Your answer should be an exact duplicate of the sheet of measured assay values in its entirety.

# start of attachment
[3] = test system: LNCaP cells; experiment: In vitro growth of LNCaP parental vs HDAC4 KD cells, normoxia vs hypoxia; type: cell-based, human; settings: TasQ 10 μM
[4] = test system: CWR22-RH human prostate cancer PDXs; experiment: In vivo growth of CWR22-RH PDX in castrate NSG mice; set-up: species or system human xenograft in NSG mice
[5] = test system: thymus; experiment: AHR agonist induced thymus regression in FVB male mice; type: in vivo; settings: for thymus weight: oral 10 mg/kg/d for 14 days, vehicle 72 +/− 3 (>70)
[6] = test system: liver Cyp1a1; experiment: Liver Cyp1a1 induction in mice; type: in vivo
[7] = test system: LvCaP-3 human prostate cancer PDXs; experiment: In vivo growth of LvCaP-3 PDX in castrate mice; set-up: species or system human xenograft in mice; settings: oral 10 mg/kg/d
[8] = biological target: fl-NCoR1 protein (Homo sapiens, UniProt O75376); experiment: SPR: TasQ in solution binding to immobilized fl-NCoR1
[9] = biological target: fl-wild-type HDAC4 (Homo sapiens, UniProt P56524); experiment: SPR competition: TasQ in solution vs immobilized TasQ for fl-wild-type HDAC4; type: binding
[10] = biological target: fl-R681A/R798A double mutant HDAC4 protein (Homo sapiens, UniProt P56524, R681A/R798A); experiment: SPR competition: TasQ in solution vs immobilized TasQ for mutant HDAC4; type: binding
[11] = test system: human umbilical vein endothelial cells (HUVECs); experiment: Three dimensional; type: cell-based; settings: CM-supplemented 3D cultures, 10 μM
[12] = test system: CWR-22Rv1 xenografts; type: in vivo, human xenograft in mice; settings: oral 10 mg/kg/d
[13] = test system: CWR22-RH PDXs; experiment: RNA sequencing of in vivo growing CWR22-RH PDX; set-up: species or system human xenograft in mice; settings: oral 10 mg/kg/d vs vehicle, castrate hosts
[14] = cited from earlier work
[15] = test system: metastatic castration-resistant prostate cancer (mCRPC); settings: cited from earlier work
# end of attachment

[3] = test system: LNCaP cells; experiment: In vitro growth of LNCaP parental vs HDAC4 KD cells, normoxia vs hypoxia; type: cell-based, human; settings: TasQ 10 μM
[4] = test system: CWR22-RH human prostate cancer PDXs; experiment: In vivo growth of CWR22-RH PDX in castrate NSG mice; set-up: species or system human xenograft in NSG mice
[5] = test system: thymus; experiment: AHR agonist induced thymus regression in FVB male mice; type: in vivo; settings: for thymus weight: oral 10 mg/kg/d for 14 days, vehicle 72 +/− 3 (>70)
[6] = test system: liver Cyp1a1; experiment: Liver Cyp1a1 induction in mice; type: in vivo
[7] = test system: LvCaP-3 human prostate cancer PDXs; experiment: In vivo growth of LvCaP-3 PDX in castrate mice; set-up: species or system human xenograft in mice; settings: oral 10 mg/kg/d
[8] = biological target: fl-NCoR1 protein (Homo sapiens, UniProt O75376); experiment: SPR: TasQ in solution binding to immobilized fl-NCoR1
[9] = biological target: fl-wild-type HDAC4 (Homo sapiens, UniProt P56524); experiment: SPR competition: TasQ in solution vs immobilized TasQ for fl-wild-type HDAC4; type: binding
[10] = biological target: fl-R681A/R798A double mutant HDAC4 protein (Homo sapiens, UniProt P56524, R681A/R798A); experiment: SPR competition: TasQ in solution vs immobilized TasQ for mutant HDAC4; type: binding
[11] = test system: human umbilical vein endothelial cells (HUVECs); experiment: Three dimensional; type: cell-based; settings: CM-supplemented 3D cultures, 10 μM
[12] = test system: CWR-22Rv1 xenografts; type: in vivo, human xenograft in mice; settings: oral 10 mg/kg/d
[13] = test system: CWR22-RH PDXs; experiment: RNA sequencing of in vivo growing CWR22-RH PDX; set-up: species or system human xenograft in mice; settings: oral 10 mg/kg/d vs vehicle, castrate hosts
[14] = cited from earlier work
[15] = test system: metastatic castration-resistant prostate cancer (mCRPC); settings: cited from earlier work